NALBARI, June 21 - Though several indigenous species of fish are on the verge of extinction in Assam, a good number of fish farmers in Nalbari district are trying to popularise local varieties of fish, including mola, popularly known as �Mowa Maas�.
A total of 54 fish farmers of Nalbari district have been commercially culturing mowa fish along with other fishes.
A group of 12 fish farmers, including four women, under the Ghogabeel Samannit Meen Palak Got, have now proved that culturing of the indigenous species of fish is commercially viable.
The 12 fish farmers � Bipin Barman, Purna Barman, Dhaneswar Barman, Munindra Barman, Sada Kalita, Biroja Barman, Jamini Barman, Anjana Barman, Prayasi Barman, Abhijit Barman, Dinesh Barman and Dibyajyoti Barman � said that the mowa culture is highly beneficial for low-income fish farmers because this fish can be sold in 45 days and has more demand in the market.
The farmers said they are now getting more demand for mowa fish, especially during wedding functions and other parties.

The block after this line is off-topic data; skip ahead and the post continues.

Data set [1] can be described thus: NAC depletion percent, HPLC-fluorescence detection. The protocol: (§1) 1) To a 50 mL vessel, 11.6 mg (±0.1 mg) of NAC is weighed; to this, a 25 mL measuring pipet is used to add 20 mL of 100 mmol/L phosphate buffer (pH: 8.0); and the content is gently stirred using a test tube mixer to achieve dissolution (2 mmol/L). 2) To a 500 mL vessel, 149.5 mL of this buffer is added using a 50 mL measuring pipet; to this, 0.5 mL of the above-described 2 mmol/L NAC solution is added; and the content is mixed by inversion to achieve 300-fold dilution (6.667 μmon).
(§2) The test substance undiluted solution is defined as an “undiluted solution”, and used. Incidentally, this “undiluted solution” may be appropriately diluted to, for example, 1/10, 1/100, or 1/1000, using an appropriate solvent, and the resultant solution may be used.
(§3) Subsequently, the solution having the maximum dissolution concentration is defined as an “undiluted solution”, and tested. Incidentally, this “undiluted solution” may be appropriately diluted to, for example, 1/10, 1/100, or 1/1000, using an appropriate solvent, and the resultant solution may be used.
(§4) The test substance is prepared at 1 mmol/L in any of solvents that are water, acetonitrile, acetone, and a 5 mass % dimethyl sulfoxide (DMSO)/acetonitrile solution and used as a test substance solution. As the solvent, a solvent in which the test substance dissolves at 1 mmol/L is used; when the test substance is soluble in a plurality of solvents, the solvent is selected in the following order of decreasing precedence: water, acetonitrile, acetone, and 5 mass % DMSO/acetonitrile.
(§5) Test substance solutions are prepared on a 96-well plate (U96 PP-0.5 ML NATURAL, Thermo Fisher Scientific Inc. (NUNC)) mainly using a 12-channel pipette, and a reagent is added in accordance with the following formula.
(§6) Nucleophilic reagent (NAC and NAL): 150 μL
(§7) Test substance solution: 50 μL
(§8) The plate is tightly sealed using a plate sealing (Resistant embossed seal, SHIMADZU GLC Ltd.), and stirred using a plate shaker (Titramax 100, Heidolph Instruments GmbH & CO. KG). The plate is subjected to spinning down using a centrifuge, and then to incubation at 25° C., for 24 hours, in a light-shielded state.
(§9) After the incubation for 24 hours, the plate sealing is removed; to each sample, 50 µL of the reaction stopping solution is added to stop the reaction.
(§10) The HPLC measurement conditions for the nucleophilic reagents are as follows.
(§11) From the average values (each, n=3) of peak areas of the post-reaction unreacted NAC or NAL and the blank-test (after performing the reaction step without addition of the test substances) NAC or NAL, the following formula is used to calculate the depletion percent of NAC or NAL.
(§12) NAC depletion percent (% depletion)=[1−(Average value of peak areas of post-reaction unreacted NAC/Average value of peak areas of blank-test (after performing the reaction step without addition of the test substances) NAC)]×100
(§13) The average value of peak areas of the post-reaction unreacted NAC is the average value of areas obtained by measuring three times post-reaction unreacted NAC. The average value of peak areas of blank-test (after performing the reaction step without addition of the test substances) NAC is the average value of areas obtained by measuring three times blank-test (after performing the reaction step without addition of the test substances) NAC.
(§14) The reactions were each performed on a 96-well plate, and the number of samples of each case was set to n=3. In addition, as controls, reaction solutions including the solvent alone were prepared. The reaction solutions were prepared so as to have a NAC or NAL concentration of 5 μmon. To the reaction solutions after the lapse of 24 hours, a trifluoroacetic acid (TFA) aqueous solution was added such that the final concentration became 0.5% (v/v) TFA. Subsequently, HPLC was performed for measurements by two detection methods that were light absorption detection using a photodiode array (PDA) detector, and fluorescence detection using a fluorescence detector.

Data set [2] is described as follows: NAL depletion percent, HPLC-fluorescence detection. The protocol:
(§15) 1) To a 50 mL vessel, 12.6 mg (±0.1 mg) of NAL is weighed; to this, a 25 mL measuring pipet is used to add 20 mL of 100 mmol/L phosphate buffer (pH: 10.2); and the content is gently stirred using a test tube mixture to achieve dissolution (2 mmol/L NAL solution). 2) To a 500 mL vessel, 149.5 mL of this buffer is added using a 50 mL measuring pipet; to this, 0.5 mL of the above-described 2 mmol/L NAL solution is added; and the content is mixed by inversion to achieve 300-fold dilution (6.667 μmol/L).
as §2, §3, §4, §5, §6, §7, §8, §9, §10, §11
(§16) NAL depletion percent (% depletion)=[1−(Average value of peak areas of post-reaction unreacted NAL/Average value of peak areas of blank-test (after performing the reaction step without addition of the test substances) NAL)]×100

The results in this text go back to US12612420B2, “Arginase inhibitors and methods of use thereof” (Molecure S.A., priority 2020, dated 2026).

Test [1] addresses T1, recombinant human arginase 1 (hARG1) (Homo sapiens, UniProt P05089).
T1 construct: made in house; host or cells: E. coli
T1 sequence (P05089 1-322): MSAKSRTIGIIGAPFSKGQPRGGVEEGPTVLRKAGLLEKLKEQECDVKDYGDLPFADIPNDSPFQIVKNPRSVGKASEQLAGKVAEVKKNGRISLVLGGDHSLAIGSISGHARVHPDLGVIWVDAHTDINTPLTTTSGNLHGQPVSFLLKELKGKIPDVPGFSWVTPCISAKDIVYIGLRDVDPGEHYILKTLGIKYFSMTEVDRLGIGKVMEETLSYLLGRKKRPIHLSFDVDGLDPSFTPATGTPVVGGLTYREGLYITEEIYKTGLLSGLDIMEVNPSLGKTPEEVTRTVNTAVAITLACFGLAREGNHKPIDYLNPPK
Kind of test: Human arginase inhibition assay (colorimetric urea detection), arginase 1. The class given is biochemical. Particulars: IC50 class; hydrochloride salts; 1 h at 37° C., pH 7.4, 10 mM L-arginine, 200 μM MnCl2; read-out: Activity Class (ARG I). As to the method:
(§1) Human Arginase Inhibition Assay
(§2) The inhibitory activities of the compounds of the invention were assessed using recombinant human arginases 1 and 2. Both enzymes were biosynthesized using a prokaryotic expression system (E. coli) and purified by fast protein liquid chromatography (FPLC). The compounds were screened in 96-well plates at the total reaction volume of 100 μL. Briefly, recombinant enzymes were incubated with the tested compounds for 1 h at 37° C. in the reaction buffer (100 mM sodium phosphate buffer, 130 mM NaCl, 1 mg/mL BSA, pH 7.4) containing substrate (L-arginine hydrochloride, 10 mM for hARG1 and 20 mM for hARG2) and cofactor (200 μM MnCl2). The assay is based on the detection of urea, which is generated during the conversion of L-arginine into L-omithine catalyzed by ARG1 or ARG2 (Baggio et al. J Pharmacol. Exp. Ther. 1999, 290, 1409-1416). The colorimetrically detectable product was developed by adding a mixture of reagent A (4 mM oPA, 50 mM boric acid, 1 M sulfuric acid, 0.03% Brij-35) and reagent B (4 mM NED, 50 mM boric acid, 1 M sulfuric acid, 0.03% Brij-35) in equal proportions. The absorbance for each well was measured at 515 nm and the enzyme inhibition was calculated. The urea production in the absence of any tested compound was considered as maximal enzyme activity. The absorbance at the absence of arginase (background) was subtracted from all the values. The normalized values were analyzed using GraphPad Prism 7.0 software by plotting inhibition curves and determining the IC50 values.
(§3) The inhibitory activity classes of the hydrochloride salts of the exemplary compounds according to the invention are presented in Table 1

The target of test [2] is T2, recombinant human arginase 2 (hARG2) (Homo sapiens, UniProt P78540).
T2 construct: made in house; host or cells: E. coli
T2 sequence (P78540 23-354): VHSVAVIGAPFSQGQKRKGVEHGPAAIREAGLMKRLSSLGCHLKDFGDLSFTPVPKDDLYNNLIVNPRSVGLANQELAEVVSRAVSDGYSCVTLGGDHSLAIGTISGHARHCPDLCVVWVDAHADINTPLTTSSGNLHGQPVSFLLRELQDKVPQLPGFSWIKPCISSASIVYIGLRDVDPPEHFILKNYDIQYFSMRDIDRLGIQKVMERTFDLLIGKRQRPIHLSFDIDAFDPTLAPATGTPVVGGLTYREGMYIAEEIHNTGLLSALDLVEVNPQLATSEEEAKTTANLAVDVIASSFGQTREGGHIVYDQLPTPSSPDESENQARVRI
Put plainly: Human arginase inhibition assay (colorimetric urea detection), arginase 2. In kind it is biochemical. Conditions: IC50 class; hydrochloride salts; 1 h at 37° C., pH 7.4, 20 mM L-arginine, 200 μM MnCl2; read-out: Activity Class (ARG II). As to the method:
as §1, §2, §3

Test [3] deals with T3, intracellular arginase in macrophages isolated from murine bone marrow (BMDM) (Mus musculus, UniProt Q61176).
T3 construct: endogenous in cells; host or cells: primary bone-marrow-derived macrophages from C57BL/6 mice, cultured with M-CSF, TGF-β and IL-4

The Nalbari fishery department has also taken up an initiative to popularise this fish farming under the World Bank-supported Assam Project on Agribusiness and Rural Transformation (APART).
APART state director Laya Madduri recently visited the fish farm of the group, and was impressed with the efforts of the fish farmers to popularise this local and common fish variety. She assured more help to the fish farmers under the APART project. The project director was accompanied by Dhrubajyoti Sarma, state nodal officer of the project.
Talking to this correspondent, district fishery officer Pratul Bezbaruah said that this was for the first time that fish farmers of Nalbari district have started commercial culture of mowa fish and have started getting the desired results.
He said fish farmers of Pub Kalakuchi area in Nalbari district have also benefited through fish culture. The district fishery department has been encouraging innovative farmers to increase fish production in the district.